Fluid in the ear is not a problem only because of temporary hearing loss. It also often results in repeated bouts of ear infections, which cause children and their parents a lot of pain and anxiety. A child with recurrent ear infections is defined as one who has had three infections in the past six months or four infections in the past year. When I have patients with this problem, I recommend putting them on preventive, or prophylactic, antibiotics. This is a low-dose antibiotic taken every day for three to four months (once the latest infection has been treated with a regular round of antibiotics) to get them through the cold and flu season. This should prevent further infections and gives the middle ear a chance to reabsorb any remaining fluid. If a child continues to get ear infections despite taking prophylactic antibiotics, that also makes a case for putting tubes in his eardrums.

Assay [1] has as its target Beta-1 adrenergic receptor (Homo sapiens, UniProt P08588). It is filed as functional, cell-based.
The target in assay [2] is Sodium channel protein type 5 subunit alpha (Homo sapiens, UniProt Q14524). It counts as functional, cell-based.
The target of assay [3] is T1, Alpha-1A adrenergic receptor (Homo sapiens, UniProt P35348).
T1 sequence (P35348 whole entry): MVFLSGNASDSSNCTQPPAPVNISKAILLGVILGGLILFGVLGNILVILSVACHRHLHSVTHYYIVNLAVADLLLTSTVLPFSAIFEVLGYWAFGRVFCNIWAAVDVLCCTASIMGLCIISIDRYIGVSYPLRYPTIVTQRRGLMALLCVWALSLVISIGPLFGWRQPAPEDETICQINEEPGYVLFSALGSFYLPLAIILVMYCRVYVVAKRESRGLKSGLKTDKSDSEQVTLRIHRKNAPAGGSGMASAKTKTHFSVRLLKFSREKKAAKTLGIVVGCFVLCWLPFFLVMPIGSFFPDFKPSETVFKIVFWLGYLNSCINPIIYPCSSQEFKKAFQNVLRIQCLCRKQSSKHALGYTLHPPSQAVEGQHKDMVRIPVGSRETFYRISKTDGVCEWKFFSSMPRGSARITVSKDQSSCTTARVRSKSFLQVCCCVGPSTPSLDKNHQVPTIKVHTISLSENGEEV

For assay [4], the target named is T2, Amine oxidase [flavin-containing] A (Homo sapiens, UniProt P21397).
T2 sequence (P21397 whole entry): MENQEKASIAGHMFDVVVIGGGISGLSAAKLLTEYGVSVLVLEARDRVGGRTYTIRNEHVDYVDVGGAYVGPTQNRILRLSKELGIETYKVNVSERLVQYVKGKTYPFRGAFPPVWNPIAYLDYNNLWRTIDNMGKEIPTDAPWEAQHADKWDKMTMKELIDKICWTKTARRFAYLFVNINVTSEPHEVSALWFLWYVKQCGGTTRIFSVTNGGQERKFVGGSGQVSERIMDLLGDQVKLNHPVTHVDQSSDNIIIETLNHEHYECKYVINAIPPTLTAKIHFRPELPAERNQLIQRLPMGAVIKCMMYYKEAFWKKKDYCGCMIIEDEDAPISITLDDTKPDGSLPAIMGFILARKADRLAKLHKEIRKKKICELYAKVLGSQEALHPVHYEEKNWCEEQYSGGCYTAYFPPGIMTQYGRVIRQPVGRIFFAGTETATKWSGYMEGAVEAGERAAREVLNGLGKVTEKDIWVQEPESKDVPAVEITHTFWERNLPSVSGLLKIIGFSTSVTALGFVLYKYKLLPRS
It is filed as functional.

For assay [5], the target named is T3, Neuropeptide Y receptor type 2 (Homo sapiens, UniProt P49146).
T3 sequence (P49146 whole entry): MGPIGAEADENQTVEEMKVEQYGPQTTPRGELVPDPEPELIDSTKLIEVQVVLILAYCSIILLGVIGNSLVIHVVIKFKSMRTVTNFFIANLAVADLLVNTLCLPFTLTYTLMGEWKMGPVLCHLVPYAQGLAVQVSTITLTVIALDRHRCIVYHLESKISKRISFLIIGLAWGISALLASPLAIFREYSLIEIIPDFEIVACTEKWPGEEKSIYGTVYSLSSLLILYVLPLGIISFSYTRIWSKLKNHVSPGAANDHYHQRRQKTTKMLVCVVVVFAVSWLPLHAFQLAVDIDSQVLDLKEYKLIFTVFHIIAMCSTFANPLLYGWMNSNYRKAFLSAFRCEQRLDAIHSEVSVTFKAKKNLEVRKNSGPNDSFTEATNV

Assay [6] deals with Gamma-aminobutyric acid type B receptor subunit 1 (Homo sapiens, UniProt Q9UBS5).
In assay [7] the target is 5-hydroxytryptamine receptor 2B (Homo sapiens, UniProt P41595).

Fortunately, most children avoid these serious consequences. And although ear infections are troubling for both parents and kids, there's a lot that can be done to fight and treat them.
Anne Beal, MD, is coauthor of The Black Parenting Book: Caring for Our Children in the First Five Years (Broadway Books, 1998).
All content here, including advice from doctors and other health professionals, should be considered as opinion only. Always seek the direct advice of your own doctor in connection with any questions or issues you may have regarding your own health or the health of others.